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ECRI Cautions Hospitals About Tech Hype

Cheryl Clark, for HealthLeaders Media, February 12, 2014

ECRI recently updated its report to note Medtronic's announcement that an efficacy endpoint was not reached in a "pivotal trial" of the device, a major snag in its approval process.

Some 48% of hypertensive patients whose conditions are inadequately controlled through medication would be a candidates for treatment with Symplicity. It involves the use of a catheter to disrupt a signaling pathway from the kidneys to the central nervous system that contribute to hypertension.

ECRI recently updated its report to note Medtronic's announcement that an efficacy endpoint was not reached in a "pivotal trial" of the device, a major snag in the approval process. The company plans to continue trials of its product for other non-hypertension clinical indications.

3. EDs for the Elderly (GEDIs)
One concept being pitched to hospital executives is special emergency departments tailored for the elderly. These efforts involve a major construction effort that reorganizes floor plans and brings in special equipment such as reclining chairs, padded stretchers, non-skid floors handrails, special lighting and bedside commodes.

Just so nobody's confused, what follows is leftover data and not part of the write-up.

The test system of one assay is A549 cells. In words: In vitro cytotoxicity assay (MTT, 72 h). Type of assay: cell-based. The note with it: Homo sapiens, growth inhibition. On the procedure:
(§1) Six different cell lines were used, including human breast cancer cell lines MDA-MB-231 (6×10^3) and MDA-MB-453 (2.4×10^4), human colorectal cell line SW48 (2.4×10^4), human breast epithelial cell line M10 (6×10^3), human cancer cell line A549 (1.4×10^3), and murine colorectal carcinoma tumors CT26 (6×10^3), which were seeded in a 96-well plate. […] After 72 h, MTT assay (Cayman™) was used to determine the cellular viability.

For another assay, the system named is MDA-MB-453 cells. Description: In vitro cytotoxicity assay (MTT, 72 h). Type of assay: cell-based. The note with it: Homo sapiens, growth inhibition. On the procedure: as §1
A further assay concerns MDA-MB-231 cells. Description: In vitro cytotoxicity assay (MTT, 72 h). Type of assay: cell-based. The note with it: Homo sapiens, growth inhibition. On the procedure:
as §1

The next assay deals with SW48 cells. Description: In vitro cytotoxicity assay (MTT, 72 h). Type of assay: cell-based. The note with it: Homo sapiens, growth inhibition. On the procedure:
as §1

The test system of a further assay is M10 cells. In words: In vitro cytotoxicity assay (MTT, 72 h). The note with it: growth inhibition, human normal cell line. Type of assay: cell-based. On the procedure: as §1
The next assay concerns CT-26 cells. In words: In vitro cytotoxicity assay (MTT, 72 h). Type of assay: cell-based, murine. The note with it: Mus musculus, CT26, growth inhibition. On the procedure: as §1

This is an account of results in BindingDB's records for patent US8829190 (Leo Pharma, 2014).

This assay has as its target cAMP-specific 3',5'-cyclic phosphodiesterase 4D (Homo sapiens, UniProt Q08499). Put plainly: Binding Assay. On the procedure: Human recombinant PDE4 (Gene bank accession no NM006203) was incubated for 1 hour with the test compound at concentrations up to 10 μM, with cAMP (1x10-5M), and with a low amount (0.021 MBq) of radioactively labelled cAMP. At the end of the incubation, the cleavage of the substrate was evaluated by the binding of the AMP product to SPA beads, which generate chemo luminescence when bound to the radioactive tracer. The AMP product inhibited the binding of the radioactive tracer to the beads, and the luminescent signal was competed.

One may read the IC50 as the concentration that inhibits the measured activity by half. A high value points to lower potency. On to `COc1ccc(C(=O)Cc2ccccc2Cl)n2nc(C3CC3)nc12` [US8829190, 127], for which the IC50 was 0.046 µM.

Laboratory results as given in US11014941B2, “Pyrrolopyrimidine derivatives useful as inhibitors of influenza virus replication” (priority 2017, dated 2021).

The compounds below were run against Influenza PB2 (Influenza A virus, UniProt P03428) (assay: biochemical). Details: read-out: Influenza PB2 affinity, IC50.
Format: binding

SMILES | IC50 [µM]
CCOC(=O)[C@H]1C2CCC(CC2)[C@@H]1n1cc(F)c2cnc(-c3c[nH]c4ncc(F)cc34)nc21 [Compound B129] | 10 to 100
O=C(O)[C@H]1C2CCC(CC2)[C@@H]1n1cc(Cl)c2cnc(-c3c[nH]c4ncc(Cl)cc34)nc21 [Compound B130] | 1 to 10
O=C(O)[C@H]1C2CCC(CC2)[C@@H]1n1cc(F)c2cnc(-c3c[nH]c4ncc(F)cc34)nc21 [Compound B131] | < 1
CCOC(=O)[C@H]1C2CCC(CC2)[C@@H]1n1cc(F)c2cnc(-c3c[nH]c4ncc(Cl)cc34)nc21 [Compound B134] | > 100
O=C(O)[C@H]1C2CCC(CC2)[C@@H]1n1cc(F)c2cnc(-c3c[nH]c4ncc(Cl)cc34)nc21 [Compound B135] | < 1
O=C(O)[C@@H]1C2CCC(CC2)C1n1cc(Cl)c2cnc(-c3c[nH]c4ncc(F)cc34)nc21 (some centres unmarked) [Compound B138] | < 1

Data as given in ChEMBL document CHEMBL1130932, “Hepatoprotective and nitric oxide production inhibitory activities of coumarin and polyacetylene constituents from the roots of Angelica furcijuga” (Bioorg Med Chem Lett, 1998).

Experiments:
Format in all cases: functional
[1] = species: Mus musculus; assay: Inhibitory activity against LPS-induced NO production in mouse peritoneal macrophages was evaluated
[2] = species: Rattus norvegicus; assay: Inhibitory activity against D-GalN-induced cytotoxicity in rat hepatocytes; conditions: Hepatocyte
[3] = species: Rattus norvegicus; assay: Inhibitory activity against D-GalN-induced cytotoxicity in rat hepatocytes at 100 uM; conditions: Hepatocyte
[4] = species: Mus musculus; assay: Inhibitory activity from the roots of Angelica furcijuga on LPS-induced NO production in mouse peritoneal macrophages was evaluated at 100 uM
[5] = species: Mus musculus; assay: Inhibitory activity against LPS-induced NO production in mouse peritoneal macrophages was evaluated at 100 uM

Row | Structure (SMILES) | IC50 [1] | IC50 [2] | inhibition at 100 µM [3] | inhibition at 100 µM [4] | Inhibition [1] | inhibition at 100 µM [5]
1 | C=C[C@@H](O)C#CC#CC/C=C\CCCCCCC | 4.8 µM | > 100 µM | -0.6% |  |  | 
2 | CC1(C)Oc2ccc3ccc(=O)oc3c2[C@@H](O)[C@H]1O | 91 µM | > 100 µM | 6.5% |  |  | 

"It's easy to say you're going to sequester and equip five ED bays and then call yourself an elder ER, when what you really need to do… is have clinicians that are trained in elder care issues," Maliff says.

"It's not just you putting a marketing sign out that you have a senior ED. You have to have a physician staff, [and] social workers trained around issues of elder care to make it a successful unit," Maliff says.

At Mount Sinai School of Medicine in New York, these structural and systemic changes are called Geriatric Emergency Department Interventions or GEDIs.

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